Regarding poor programmers: They're gonna jeopardize your projects either way. Implying Java is a protection against them is dangerous, because it assumes that the language is imbued with decent mechanisms for communicating and enforcing "contracts". If we were talking about Haskell or ML, I'd (maybe) agree. But Java? I don't think so.

Some people argue that popularity should influence the language choice toward Java and friends, but I've read at least a couple of times that going with non-"mainstream" languages can even work to your advantage (DARCS and Haskell, Paul Graham's essays and Common Lisp, and I think Kent Beck talks about the advantages of Smalltalk's nonpopularity too) In my opinion, Java's popularity comes from 1) a tremendously succesful marketing campaign, 2) a huge library and 3) a garbage collector. It's really unfortunate that the real reason Java should be praised (bringing GC to the "unwashed masses") is by far the most overlooked.

Learning curves...

On the outside looking in, Scheme equals Lisp. I know that's naive, but it's an opportunity to point out this stuff is 40+ years old.

John McCarthy, the father of Lisp, claims Lisp has become simpler over time. I can't attest to this, but do wonder if Lisp's "simplicity" keeps it on the shelf. Modeling the world with lists of atoms is pretty uncomfortable for the uninitiated.

Maybe Java is successful because it mimics an ontology that people (even the unwashed) can related to. Put another way, Java's initiation process is shallower than Lisp's.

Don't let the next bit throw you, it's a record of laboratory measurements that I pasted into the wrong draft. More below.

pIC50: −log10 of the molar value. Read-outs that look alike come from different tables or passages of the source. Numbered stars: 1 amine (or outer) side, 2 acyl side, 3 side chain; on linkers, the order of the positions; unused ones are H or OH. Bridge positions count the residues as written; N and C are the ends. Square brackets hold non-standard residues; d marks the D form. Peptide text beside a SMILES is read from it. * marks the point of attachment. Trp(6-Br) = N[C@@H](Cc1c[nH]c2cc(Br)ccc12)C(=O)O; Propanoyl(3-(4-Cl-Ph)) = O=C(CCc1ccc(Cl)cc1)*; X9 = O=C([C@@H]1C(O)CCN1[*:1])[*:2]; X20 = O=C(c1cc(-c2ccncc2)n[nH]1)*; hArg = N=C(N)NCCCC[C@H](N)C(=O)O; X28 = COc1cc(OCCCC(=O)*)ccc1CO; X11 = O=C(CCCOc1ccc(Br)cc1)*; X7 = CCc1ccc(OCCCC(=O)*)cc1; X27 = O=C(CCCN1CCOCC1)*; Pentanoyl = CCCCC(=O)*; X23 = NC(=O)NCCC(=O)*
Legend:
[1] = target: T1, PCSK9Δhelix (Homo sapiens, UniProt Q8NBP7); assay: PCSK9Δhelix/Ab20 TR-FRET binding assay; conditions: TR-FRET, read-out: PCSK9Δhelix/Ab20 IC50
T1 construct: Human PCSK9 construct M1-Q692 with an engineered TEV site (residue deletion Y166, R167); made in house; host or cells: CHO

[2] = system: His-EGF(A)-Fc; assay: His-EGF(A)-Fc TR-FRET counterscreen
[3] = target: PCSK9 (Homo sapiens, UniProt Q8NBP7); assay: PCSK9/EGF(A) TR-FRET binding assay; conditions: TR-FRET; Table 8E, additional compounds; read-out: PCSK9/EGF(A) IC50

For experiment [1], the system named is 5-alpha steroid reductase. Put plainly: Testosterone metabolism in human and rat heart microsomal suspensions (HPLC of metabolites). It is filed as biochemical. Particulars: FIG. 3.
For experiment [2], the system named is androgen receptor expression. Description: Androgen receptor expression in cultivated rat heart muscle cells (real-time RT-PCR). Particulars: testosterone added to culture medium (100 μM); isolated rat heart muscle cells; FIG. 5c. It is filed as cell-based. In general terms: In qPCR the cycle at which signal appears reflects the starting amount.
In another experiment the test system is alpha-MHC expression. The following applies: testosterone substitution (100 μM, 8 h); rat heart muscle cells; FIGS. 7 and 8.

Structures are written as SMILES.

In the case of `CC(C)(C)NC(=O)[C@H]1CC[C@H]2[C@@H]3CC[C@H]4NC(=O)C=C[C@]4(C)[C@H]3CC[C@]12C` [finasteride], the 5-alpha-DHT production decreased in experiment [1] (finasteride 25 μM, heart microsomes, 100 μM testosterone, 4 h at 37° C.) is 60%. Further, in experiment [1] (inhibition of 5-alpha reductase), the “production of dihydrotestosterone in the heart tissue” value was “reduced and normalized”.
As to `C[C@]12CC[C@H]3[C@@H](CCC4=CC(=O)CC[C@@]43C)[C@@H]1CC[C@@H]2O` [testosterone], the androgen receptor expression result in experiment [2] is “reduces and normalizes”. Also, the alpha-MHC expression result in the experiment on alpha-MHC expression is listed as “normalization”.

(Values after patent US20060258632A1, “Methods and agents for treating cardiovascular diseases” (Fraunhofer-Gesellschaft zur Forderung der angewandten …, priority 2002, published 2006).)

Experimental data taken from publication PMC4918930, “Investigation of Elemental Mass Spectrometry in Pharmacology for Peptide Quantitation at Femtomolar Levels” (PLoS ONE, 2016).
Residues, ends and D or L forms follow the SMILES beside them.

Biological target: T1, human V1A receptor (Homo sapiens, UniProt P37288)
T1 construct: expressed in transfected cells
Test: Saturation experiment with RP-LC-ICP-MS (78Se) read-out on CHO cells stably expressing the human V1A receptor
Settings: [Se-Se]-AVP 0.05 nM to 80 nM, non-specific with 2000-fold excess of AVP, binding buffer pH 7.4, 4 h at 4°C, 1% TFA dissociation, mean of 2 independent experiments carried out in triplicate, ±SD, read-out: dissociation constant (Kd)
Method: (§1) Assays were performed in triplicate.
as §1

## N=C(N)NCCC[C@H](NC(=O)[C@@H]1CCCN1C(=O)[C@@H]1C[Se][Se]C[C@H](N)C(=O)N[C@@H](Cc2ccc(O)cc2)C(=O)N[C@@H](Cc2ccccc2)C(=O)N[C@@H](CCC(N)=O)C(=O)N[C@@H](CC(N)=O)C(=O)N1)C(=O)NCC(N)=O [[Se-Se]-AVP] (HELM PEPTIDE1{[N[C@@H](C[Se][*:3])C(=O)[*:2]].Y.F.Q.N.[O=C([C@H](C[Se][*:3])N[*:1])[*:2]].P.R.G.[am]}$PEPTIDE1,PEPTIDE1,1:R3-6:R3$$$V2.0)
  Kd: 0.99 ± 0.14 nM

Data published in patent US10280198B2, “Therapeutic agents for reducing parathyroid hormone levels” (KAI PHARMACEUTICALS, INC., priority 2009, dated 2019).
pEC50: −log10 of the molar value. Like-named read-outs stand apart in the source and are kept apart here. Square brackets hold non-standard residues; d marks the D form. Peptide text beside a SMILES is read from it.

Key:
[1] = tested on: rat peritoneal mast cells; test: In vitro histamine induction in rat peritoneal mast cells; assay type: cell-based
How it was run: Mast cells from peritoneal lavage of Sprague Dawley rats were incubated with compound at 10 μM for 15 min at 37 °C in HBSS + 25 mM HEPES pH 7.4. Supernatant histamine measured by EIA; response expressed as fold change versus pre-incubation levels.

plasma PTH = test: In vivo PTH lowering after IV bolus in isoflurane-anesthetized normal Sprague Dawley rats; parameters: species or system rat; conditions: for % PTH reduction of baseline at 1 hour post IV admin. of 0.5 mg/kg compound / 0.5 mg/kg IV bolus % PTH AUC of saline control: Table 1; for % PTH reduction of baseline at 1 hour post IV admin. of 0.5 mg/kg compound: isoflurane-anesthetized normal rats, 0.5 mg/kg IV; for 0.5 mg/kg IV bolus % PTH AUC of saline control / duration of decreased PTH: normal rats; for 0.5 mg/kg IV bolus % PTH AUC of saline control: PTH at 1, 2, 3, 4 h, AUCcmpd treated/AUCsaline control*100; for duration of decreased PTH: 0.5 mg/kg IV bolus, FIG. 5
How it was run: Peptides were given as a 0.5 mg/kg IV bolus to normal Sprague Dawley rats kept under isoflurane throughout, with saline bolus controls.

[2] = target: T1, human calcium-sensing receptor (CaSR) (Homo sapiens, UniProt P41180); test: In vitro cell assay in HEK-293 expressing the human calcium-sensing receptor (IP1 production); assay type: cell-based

Consider Lisp's "eval". "eval" permits a program to define a new function and then execute it as part of the original program. Simple enough from the outset, but this feature really deserves a "Wow!". Imagine teaching beginning Java students about Universal Turing Machines...Offhand, I think it would make relating the class/instance paradigm seem trivial.

- Levi

PS> You know the full text is on line, right?

Reflection on Eval

I write code in Scheme and Lisp on a daily basis. I'm not convinced I've used eval this year. Off hand, I think eval is best compared to Java's Reflection capability: a powerful and quite specialized tool, but rarely used.

Lisp's other abilities to dynamically create procedures whose text is never seen by the programmer -- macros, first class functions -- are used all the time.

Lisp vs. Scheme, Re: Reflection on Eval

My impression is that Schemers tend to avoid eval but that Common Lispers find functions like EVAL, LOAD, and COMPILE indispensible. I'm thinking of the contrast between SICP and EoPL's style of writing whole interpreters or compilers with the way PAIP and [Steele constraints] just change the host environment instead. (The new DSL community have terms for these styles I believe.)

I have seen Scheme code using the same techniques so maybe the biggest difference is in the literature.

And a note to newbies: SICP is great for mind-expansion, but whatever you do don't mistake it for a book on software engineering. It's really hard to debug when there's no proper error checking and everything just looks like a #<procedure>. :-)

SW Eng.

A long time ago I asked here what an EOSE (Essentials of Software Engineering) book would look like (i.e., a book of that depth and educational value) .

No such book exists, and as far as I can tell looking at the field of SE none will be available anytime soon.

So while I agree that SICP (and CTM) won't teach you about building big real life projects, I think your best bet is to expand your mind as much as possible, and then learn by watching more experienced programmers ("hackers") and by working with them on real projects.

Case studies

I'm with you. I also think that some case studies (by e.g. Norvig, Steele, Brinch Hansen, Wirth) do a good job of teaching techniques that you'd normally have to learn on-the-job. I'd like to read more books like these (recommendations welcome).

Happily I recently joined an exciting new Erlang startup and have lots of interesting code to read. :-)


Case studies are useful. Alas, writing good case SW design case studies is very hard. Perhaps we need to set up some case-studies writing workshops, like the ones for patterns. I have some hopes for the Architecture Handbook (Booch), but we'll have to wait and see.

Congrats on the new job...